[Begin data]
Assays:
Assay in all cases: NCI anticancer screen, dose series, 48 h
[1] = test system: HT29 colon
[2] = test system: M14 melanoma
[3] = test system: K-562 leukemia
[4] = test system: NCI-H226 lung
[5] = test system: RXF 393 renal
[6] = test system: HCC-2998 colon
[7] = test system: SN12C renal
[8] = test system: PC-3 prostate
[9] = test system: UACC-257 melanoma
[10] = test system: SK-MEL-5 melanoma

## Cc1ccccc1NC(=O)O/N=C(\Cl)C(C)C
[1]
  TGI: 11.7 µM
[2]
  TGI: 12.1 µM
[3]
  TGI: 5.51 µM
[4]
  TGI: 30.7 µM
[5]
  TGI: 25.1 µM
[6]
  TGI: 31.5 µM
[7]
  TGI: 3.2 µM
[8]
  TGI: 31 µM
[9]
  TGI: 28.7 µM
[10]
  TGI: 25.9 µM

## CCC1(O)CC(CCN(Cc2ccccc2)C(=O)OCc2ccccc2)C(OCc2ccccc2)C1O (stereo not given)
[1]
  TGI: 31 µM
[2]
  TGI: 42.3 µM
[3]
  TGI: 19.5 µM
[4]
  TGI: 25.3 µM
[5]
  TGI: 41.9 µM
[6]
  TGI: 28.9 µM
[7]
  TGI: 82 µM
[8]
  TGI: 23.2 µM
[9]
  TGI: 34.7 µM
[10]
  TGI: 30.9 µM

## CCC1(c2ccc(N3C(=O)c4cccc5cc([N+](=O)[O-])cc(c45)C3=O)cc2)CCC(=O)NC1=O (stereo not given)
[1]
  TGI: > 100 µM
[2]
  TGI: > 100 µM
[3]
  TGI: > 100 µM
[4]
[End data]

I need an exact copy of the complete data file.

Assays:
Assay in all cases: NCI anticancer screen, dose series, 48 h
[1] = test system: HT29 colon
[2] = test system: M14 melanoma
[3] = test system: K-562 leukemia
[4] = test system: NCI-H226 lung
[5] = test system: RXF 393 renal
[6] = test system: HCC-2998 colon
[7] = test system: SN12C renal
[8] = test system: PC-3 prostate
[9] = test system: UACC-257 melanoma
[10] = test system: SK-MEL-5 melanoma

## Cc1ccccc1NC(=O)O/N=C(\Cl)C(C)C
[1]
  TGI: 11.7 µM
[2]
  TGI: 12.1 µM
[3]
  TGI: 5.51 µM
[4]
  TGI: 30.7 µM
[5]
  TGI: 25.1 µM
[6]
  TGI: 31.5 µM
[7]
  TGI: 3.2 µM
[8]
  TGI: 31 µM
[9]
  TGI: 28.7 µM
[10]
  TGI: 25.9 µM

## CCC1(O)CC(CCN(Cc2ccccc2)C(=O)OCc2ccccc2)C(OCc2ccccc2)C1O (stereo not given)
[1]
  TGI: 31 µM
[2]
  TGI: 42.3 µM
[3]
  TGI: 19.5 µM
[4]
  TGI: 25.3 µM
[5]
  TGI: 41.9 µM
[6]
  TGI: 28.9 µM
[7]
  TGI: 82 µM
[8]
  TGI: 23.2 µM
[9]
  TGI: 34.7 µM
[10]
  TGI: 30.9 µM

## CCC1(c2ccc(N3C(=O)c4cccc5cc([N+](=O)[O-])cc(c45)C3=O)cc2)CCC(=O)NC1=O (stereo not given)
[1]
  TGI: > 100 µM
[2]
  TGI: > 100 µM
[3]
  TGI: > 100 µM
[4]